Every society throughout history has employed a set of rules that each citizen must abide by in order to live happily and without harm. Throughout time, ideas about what defines an ideal society have been shaped by important figures we read about all the time, and each idea molded by the period in which these thought leaders lived. The same is true no matter where you look. The time period in which you live directly impacts your views on what society should look like. These views have a huge impact on the economy, and subsequently, how businesses are run and the success of those businesses. Let’s take a look at a few examples:
According to the Stanford Encyclopedia of Philosophy, the unifying theme in the majority of Rousseau’s work revolves around finding a way of preserving human freedom in a world where human beings are increasingly dependent on one another for the satisfaction of their needs. In his later work, Rousseau wrote about two paths to achieving and protecting freedom:
- A political path aimed at constructing political institutions that allow for the co-existence of free and equal citizens in a community where they themselves are foreign.
- A project for child development and education that fosters autonomy and avoids the development of the most destructive forms of self-interest.
Clearly, Rousseau believed in a society free of oppression, alienation, and favored one of freedom. Born in the Independent Calvinist city-state of Geneva in 1712, Rousseau lived during a time period riddled with religious persecution (from the Roman Catholic Church) and corrupt civilizations, which likely shaped his views about society. He was also likely influenced by events such as The Enlightenment during the 18th Century.
Karl Marx was known as one of the most iconic figures in the founding of sociology as well as his theory of historical materialism, which addressed social order, such as class structure and hierarchy, and how they emerged out of the economic system of a society. Being that he lived during the 19th Century and spent some time in Paris and England, many of his ideas about how society should be run were taken directly from his own experiences. That’s how “The German Ideology” came about (he was born in Germany), in which he wrote: “The nature of individuals depends on the material conditions determining their production.”
After the revolutionary outbreak in Europe in 1848, Marx wrote “The Communist Manifesto” and moved back to Paris (after a stint in London) before making his way to Germany where he founded the NeueRheinischeZeitung — a daily newspaper. The paper “supported a radical democratic line against the Prussian autocracy and Marx devoted his energies to its editorship since the Communist League had been virtually disbanded, according to History Guide. Marx later took refuge in London in May 1849 in exile.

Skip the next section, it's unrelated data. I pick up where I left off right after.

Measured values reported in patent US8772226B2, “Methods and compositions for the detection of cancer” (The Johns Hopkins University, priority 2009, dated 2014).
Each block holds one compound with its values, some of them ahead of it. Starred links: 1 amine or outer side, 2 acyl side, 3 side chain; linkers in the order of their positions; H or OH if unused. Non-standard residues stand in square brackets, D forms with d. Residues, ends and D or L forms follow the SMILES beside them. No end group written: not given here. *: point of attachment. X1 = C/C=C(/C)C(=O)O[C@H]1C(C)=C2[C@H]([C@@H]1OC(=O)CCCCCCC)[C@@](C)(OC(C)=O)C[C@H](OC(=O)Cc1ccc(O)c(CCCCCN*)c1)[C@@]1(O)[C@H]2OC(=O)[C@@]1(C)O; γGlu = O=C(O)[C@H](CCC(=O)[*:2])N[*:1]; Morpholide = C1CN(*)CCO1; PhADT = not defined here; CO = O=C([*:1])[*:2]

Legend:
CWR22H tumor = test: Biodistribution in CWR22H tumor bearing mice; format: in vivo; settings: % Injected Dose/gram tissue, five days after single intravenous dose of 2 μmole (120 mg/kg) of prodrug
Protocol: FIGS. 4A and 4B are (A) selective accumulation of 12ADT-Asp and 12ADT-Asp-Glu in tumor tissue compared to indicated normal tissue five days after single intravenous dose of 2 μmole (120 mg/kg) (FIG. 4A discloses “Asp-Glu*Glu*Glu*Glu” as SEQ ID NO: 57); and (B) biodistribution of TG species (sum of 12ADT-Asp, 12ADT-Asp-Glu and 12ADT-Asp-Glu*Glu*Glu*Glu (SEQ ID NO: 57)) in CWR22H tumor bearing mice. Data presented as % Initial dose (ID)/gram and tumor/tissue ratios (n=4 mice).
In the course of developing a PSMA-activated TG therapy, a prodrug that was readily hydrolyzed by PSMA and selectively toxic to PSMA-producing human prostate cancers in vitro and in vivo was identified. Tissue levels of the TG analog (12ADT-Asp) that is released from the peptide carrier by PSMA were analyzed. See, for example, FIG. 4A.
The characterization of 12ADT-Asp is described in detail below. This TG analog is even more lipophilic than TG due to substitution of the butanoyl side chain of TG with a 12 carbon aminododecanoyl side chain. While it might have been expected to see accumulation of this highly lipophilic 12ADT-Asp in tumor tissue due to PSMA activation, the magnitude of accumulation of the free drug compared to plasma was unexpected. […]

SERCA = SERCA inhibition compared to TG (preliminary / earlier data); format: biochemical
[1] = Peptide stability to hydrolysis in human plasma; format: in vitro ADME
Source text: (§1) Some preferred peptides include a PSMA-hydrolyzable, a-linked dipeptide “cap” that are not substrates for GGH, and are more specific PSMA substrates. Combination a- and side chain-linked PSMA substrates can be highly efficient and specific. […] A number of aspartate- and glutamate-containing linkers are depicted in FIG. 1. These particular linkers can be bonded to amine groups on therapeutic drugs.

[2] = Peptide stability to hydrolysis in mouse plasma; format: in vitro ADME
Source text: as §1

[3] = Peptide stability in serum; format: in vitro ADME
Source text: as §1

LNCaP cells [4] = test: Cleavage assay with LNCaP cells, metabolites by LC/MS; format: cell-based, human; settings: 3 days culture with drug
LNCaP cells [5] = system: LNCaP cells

C. Wright Mills
C. Wright Mills is well known for his book “The Sociological Imagination,” which was published in 1959, and for being a bit of a rebel during his time. According to Thought Co., he was “a motorcycle-riding professor who brought incisive and scathing critiques to bear on the power structure of U.S. society at mid-twentieth century.” Mills was also known for criticizing academia for its part in replicating power structures of power and repression.
Mills lived through World War II and the Cold War era, which caused him to take a precarious worldview about the increase of bureaucratization, the centralized power, and technological rationality. He believed that the power elite had corrupt control over the military, politics, and corporations that push their own political and economic interests. His idea was that the elite’s power through governments and armies shape every institution in society. According to Thought Co., the elite can control what happens in society and other institutions (such as education, church, and family) because they’re the ones who create the conditions both physical and ideological that people experience, in some form or another, on a daily basis.
Joshua Cooper Ramo
Joshua Cooper Ramo is a thought leader on rapid economic and technological shifts. He’s expressed opinions about society working without decency and morality after his experience in the AIDS hospice in South Africa and the events of September 11. According to the New Yorker, Ramo realized that “our foreign policy was failing in a huge and dramatic way” due to its moral indecency. His ideas about how society should be run stem directly from these experiences in a “deeply flawed” system.
Ramo’s theories on global politics and economics have appeared in The New York Times, the Wall Street Journal, Foreign Policy, Time, and Fortune and his insights help business leaders, academics, and diplomats better understand and navigate an increasingly complex world.
What This Means
A person’s views can impact society and its business leaders, and can have a tremendous influence on how businesses operate, as well as the success of those businesses. The evidence is clear from the above-mentioned examples that how society is run directly impacts the economy and the businesses that operate within that economy. Government laws and policies — and the elite, according to Mills — can all help shape the economic climate of a given society.